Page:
Even famed statistician Nate Silver couldn’t have forecast the first-round results of Brazil’s presidential election, which heads to a final runoff vote this Sunday. And not just because the campaign has unfolded with Dickensian complexity—down to the colorful cast of characters, tragic death, and political rebirth. From a scarcity of polling data to the very way elections are held in Brazil, political forecasters here face unique challenges, the results of which have been on display during this volatile election season.
Much of the unpredictability is a product of Brazil being a young democracy. The country’s lack of historical election data makes it especially difficult to divine voters’ intentions, according to Clifford Young, President of U.S. Public Affairs and former Managing Director for Brazil at Ipsos, a global market and public opinion research firm.
“Nate Silver would have had the same troubles here,” Young said in a telephone interview.
In the 2012 U.S. presidential election, Silver accurately predicted the winner of all 50 states and Washington, D.C. thanks to the input of some 13,000 polls. According to Young, in Brazil he would be limited to no more than 75 polls.
“A luxury we have in the U.S. is it’s a poll-rich environment, we have thousands of polls that can all be aggregated,” said Young. “Brazil doesn’t have as many polls—the lower your sample size, the more prone to error are your estimates.”
Brazil’s presidential election is heading to a runoff on October 26 between incumbent Dilma Rousseff and challenger Aécio Neves, who were the top two vote-getters in the initial 12-candidate contest on October 5. Neves trumped third-place finisher Marina Silva by nearly 13 percentage points, even though polls showed them in a dead heat just a day earlier. In what amounts to further evidence of Brazil’s polling and forecasting troubles, an exit poll by the respected Brazilian research group IBOPE projected that Rousseff had won 44 percent of the vote, though she ultimately won just 42 percent. The same exit poll gave Neves 30 percent of votes cast, though he actually won 34 percent—outside the two-point margin of error.
The polling discrepancies continue. On October 11, Sensus, a pollster based in Minas Gerais, published a poll that gave Neves a 16-point lead over Rousseff. Meanwhile, all polls conducted since October 5 by Datafolha and IBOPE have put the candidates in a statistical tie. Heading into the first-round vote, wild swings in day-to-day polls roiled the stock market and local currency while raising questions about the integrity and accuracy of local pollsters.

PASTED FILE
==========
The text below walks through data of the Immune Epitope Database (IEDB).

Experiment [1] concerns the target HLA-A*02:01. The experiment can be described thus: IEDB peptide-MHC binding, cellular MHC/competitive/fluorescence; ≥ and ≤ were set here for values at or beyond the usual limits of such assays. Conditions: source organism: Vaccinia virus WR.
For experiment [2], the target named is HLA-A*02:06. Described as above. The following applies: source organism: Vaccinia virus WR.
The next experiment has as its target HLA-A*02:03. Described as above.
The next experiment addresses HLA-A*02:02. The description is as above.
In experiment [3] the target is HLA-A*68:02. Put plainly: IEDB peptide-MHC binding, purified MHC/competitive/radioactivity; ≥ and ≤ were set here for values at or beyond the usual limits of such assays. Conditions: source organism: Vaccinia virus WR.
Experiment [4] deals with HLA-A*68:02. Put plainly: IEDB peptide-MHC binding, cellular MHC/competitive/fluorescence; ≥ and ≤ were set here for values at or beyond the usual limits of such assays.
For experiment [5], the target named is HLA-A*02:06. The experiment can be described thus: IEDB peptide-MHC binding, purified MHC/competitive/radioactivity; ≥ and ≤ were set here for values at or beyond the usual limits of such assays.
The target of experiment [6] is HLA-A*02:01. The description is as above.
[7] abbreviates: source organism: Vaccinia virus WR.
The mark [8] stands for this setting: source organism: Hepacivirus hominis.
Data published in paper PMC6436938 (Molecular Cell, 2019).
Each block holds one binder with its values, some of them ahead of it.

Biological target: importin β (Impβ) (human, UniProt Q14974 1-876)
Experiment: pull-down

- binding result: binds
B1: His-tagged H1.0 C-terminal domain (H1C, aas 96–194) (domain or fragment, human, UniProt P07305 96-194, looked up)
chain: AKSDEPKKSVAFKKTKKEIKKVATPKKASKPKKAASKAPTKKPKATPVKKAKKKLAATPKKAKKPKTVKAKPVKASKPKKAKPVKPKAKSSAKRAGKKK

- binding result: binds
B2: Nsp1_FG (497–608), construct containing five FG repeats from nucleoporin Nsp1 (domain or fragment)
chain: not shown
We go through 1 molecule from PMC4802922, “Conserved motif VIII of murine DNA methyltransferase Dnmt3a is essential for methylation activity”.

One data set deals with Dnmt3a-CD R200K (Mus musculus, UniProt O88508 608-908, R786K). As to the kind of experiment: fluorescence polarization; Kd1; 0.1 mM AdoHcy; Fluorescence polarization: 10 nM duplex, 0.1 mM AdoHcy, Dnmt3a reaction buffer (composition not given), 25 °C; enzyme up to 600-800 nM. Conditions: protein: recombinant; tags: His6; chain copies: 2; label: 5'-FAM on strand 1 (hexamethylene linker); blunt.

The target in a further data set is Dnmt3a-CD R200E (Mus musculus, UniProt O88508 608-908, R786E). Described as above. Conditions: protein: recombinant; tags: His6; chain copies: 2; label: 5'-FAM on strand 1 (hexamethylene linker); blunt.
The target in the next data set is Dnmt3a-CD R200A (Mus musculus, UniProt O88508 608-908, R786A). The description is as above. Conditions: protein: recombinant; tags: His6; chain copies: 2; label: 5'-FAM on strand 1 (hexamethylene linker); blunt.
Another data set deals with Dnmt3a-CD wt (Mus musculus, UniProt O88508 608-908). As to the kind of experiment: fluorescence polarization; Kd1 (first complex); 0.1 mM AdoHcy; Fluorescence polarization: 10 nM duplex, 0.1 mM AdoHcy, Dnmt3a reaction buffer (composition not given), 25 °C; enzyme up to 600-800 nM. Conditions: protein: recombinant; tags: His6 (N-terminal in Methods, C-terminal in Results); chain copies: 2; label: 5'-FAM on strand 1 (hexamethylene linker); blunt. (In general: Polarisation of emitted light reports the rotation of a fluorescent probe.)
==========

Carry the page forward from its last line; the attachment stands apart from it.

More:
Young agreed that IBOPE’s inaccurate exit poll underscored the need for refinement in survey methods. For instance, pollsters need to start asking voters if they intend to cast a ballot, as about one-fifth of the electorate stayed home on October 5 despite the fact that voting is mandatory. Young said the exit poll’s inaccuracy could also be due to voters thinking they were voting for one candidate when they were actually voting for another, implying that the ballot itself may need revamping.
All this hasn’t stopped João Manoel Pinho de Mello of Insper Business School in São Paulo from building a forecasting model based not just on polling results, but also on fundamental data points such as the bias toward incumbency and the health of the economy. But even here Brazilian pundits are at a disadvantage. Whereas U.S. forecasters can strengthen their models with 240 years’ worth of election results, data for Brazil is only available since 1989, the year it held its first open vote under the nation’s new democratic constitution.
“Brazil is a relatively new democracy,” Professor de Mello said. “There’s much less accurate data in Brazil. We’re talking about five to six historical data points, including this one.”
Brazilian elections are also inherently more volatile and unpredictable because of the country’s multiparty system. That’s why the former favorite Silva, for example, could lose “change” voters to Neves, low-income voters to Rousseff, environmentalist voters to Green Party candidate Eduardo Jorge, and evangelical voters to the Christian minister Everaldo Pereira. The U.S.’s two-party system makes it less likely that voters will shift their allegiance at the last minute.
An accurate political forecast in Brazil would need to gauge the intentions of all 142.8 million voters, as the president is elected by direct national vote. But in the United States, the president is chosen by an electoral college that awards state votes on a winner-takes-all basis, which is why forecasting basically boils down to analyzing several “swing” districts in Florida and Ohio. This allows U.S. pollsters to hone their survey sets and collect more nuanced data.
Even the way polling is done in emerging nations is more challenging. In Brazil all polls are conducted face-to-face because—traditionally—only more affluent voters have had access to landlines or mobile phones. In contrast, in the U.S. pollsters can conduct cheaper and more numerous polls with live telephone surveys and robocalls. According to Young, that could be changing. Stronger mobile phone penetration may make it possible for Brazil’s next presidential election to include telephone surveys.
But it’ll be a while before election forecasting in Brazil is as accurate as in the United States, he notes. “I’m a pollster saying take the polls with a grain of salt.”